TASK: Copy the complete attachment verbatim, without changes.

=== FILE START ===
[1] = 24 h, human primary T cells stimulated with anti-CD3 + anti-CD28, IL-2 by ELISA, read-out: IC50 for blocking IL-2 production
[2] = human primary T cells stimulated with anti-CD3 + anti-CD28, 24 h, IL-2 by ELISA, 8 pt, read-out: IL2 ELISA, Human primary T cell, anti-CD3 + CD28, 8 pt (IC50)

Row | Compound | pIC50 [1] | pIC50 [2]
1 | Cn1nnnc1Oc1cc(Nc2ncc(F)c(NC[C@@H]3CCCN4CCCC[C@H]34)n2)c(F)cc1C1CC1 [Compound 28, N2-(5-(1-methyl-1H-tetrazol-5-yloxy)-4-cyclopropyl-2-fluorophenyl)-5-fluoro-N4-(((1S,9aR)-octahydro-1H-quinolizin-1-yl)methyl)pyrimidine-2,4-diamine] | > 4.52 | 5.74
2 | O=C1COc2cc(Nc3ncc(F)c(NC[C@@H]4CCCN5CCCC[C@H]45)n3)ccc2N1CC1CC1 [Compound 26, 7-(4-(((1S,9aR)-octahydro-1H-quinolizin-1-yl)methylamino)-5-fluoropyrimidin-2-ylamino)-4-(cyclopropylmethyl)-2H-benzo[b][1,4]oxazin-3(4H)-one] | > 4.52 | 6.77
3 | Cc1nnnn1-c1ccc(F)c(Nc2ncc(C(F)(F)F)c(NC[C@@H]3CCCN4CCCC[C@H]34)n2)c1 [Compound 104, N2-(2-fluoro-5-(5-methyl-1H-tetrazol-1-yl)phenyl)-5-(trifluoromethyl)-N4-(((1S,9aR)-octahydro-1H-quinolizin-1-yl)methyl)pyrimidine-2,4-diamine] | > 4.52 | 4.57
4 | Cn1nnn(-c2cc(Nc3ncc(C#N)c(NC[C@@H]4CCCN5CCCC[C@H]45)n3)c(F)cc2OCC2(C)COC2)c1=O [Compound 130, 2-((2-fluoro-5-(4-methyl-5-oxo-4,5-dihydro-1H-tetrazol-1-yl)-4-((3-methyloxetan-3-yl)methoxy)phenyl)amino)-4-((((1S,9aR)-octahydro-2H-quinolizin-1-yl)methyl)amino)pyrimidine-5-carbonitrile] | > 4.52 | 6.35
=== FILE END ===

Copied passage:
[1] = 24 h, human primary T cells stimulated with anti-CD3 + anti-CD28, IL-2 by ELISA, read-out: IC50 for blocking IL-2 production
[2] = human primary T cells stimulated with anti-CD3 + anti-CD28, 24 h, IL-2 by ELISA, 8 pt, read-out: IL2 ELISA, Human primary T cell, anti-CD3 + CD28, 8 pt (IC50)

Row | Compound | pIC50 [1] | pIC50 [2]
1 | Cn1nnnc1Oc1cc(Nc2ncc(F)c(NC[C@@H]3CCCN4CCCC[C@H]34)n2)c(F)cc1C1CC1 [Compound 28, N2-(5-(1-methyl-1H-tetrazol-5-yloxy)-4-cyclopropyl-2-fluorophenyl)-5-fluoro-N4-(((1S,9aR)-octahydro-1H-quinolizin-1-yl)methyl)pyrimidine-2,4-diamine] | > 4.52 | 5.74
2 | O=C1COc2cc(Nc3ncc(F)c(NC[C@@H]4CCCN5CCCC[C@H]45)n3)ccc2N1CC1CC1 [Compound 26, 7-(4-(((1S,9aR)-octahydro-1H-quinolizin-1-yl)methylamino)-5-fluoropyrimidin-2-ylamino)-4-(cyclopropylmethyl)-2H-benzo[b][1,4]oxazin-3(4H)-one] | > 4.52 | 6.77
3 | Cc1nnnn1-c1ccc(F)c(Nc2ncc(C(F)(F)F)c(NC[C@@H]3CCCN4CCCC[C@H]34)n2)c1 [Compound 104, N2-(2-fluoro-5-(5-methyl-1H-tetrazol-1-yl)phenyl)-5-(trifluoromethyl)-N4-(((1S,9aR)-octahydro-1H-quinolizin-1-yl)methyl)pyrimidine-2,4-diamine] | > 4.52 | 4.57
4 | Cn1nnn(-c2cc(Nc3ncc(C#N)c(NC[C@@H]4CCCN5CCCC[C@H]45)n3)c(F)cc2OCC2(C)COC2)c1=O [Compound 130, 2-((2-fluoro-5-(4-methyl-5-oxo-4,5-dihydro-1H-tetrazol-1-yl)-4-((3-methyloxetan-3-yl)methoxy)phenyl)amino)-4-((((1S,9aR)-octahydro-2H-quinolizin-1-yl)methyl)amino)pyrimidine-5-carbonitrile] | > 4.52 | 6.35